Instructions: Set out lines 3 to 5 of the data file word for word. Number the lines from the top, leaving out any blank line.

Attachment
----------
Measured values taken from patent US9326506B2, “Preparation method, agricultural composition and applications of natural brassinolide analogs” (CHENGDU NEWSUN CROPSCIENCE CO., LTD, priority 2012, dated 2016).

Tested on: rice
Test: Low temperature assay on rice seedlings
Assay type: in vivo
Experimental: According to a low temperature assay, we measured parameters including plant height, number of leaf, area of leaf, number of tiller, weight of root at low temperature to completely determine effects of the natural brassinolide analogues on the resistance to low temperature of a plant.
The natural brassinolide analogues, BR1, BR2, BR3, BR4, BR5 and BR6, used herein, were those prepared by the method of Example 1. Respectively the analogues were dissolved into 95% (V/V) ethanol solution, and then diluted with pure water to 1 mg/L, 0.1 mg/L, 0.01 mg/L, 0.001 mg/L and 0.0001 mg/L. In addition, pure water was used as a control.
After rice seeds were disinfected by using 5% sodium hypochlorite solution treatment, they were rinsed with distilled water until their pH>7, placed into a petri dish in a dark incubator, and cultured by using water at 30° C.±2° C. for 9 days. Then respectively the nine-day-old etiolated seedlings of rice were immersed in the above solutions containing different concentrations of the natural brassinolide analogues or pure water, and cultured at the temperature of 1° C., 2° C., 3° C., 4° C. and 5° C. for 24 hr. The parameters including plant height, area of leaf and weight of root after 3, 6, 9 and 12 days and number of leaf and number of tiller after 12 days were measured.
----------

Test: Low temperature assay on rice seedlings
Assay type: in vivo
Experimental: According to a low temperature assay, we measured parameters including plant height, number of leaf, area of leaf, number of tiller, weight of root at low temperature to completely determine effects of the natural brassinolide analogues on the resistance to low temperature of a plant.